As the raid unfolds, the attackers breach deep into the colony, looking for their most valuable possession: The colony's babies. They grab the pupae and larvae that will make up the next generation of Formica and carry them out of the nest. Hundreds are abducted and brought back to the Polyergus colony in this raid alone. Well, most of them.

A few unlucky ones are eaten as a sort of snack. The surviving victims will be turned into slaves. After about an hour the raid is over and the Formica can begin to recover. It seems their only strategy is to make even more ants. A decent sized colony can forfeit thousands of pupae in a single raiding season and still survive. Although, in this case, while the raid was going on something even more sinister happened. Hold that thought though, because how are Polyergus turning ants into slaves? How to Brainwash Ant Slaves. Ants conquered almost the whole planet over 100 million years ago. They owe their success to being social animals that perfected chemical communication. Chemical signals and cues let ants know what their colony needs, and what each individual should do.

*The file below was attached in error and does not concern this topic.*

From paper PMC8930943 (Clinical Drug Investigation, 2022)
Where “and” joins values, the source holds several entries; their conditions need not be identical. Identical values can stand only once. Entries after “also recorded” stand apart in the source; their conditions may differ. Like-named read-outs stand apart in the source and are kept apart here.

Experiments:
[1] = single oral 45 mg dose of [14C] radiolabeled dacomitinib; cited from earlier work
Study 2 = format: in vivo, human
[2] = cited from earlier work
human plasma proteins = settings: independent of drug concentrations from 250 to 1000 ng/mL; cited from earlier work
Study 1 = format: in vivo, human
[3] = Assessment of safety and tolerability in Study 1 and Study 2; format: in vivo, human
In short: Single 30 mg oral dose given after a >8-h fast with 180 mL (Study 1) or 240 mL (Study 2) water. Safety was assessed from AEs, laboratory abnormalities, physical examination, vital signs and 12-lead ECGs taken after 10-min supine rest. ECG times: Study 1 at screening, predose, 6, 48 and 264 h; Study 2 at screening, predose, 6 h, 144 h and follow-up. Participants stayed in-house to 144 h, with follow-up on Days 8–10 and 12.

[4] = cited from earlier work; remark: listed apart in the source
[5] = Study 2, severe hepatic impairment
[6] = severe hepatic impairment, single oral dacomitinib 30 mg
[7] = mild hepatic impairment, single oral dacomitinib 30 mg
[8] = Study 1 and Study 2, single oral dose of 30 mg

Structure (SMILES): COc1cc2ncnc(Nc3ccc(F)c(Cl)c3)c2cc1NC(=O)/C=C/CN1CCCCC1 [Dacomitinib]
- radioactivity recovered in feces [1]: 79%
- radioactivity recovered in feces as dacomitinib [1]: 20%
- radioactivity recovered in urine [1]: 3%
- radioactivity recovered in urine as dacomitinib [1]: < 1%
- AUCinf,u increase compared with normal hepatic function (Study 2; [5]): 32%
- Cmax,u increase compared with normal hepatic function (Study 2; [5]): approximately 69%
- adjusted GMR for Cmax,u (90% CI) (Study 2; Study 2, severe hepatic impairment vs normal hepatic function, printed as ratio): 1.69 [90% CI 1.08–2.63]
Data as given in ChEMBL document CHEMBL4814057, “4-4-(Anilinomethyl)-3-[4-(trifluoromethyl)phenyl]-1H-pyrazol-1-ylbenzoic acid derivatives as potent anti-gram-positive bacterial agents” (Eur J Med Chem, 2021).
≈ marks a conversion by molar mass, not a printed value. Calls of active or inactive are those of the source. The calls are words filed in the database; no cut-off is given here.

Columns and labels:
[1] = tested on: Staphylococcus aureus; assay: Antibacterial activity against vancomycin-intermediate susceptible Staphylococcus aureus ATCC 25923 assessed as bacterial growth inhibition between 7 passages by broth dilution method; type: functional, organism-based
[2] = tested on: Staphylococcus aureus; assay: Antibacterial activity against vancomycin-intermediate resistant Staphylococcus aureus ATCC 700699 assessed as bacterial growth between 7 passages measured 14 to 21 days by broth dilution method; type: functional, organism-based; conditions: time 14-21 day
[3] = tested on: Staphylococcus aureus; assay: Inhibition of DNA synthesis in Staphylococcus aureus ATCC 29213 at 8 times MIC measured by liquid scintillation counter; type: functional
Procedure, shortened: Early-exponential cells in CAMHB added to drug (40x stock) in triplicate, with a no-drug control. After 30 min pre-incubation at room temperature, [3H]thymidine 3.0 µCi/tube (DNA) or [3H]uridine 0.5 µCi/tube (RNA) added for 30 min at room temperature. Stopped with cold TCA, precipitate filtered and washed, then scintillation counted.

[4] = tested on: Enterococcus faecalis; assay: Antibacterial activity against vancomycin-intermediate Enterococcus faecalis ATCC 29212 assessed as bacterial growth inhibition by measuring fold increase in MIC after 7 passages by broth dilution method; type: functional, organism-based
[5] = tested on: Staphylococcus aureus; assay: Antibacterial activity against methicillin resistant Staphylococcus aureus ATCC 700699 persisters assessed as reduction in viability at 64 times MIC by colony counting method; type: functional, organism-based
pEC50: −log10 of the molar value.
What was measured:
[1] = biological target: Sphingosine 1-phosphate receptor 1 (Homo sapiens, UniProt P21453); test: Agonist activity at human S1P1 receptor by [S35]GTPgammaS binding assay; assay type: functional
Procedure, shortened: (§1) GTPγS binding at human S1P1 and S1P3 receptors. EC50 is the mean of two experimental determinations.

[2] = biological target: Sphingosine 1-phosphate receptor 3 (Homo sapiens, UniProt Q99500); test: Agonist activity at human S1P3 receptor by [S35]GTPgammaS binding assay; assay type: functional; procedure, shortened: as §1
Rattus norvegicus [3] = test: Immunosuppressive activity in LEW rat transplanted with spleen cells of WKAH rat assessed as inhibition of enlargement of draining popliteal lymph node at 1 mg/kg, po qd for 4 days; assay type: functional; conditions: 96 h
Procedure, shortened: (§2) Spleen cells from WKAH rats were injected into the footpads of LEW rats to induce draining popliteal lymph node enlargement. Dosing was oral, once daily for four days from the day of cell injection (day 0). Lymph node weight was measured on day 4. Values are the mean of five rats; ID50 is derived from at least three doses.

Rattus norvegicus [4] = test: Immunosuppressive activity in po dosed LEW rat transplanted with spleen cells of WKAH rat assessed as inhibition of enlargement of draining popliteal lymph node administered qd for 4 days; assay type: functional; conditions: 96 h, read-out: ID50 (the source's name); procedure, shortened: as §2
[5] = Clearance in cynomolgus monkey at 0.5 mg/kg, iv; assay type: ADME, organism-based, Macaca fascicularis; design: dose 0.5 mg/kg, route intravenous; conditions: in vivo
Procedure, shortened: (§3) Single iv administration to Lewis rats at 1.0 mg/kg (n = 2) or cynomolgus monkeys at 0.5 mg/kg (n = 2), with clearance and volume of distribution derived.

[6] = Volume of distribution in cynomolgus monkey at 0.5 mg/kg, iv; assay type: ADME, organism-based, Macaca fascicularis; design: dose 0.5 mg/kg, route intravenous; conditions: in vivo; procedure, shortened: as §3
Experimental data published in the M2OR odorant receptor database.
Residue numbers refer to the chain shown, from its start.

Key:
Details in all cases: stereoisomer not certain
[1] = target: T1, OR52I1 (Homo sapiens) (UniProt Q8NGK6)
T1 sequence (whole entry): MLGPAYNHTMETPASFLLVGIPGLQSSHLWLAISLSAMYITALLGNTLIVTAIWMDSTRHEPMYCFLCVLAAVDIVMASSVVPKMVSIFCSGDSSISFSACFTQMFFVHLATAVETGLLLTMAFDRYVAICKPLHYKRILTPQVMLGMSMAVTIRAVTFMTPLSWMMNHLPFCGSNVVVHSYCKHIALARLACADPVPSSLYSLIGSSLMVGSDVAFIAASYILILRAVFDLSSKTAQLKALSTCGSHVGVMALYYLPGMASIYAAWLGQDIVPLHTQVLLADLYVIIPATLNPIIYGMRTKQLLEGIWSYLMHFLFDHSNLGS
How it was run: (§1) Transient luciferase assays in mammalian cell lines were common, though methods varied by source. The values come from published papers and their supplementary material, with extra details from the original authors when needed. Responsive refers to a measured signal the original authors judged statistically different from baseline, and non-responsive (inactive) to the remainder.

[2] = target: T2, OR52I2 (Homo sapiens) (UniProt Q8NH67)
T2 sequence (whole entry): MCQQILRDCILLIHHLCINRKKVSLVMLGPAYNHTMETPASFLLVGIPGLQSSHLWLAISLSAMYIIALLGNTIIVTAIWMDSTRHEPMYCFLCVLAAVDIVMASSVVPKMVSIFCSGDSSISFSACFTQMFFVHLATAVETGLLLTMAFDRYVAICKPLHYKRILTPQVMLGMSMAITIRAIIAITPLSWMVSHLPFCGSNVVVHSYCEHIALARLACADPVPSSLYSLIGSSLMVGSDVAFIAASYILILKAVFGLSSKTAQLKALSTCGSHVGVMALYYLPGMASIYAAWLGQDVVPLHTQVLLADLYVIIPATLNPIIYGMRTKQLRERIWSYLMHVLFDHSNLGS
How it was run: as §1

And, most importantly in this case: who is a friend or foe. Slave-making ants are much less social than other ant species. Some species miss a lot of the genes other ants have to make communication possible. In a sense, they are bad at talking to each other. So it may be that as Polyergus ancestors started to abduct other ants they lost the ability to collaborate and work together productively. Soon after the stolen Formica offspring have been brought to the slaver colony, they are progressively covered in Polyergus pheromones. They are chemically imprinted, similar to a duckling, who imprints on its mother after birth. When the new slaves hatch, they behave as though they are part of the Polyergus colony and begin to work for them unconditionally, keeping the nest clean, caring for the next generation of slaves and masters, hunting for food and feeding their enslavers mouth to mouth. This sort of brainwashing goes so far that if they encounter free Formica ants in the wild, they will treat them as enemies. In a sense they are not true slaves, as they serve willingly and show no interest in freedom.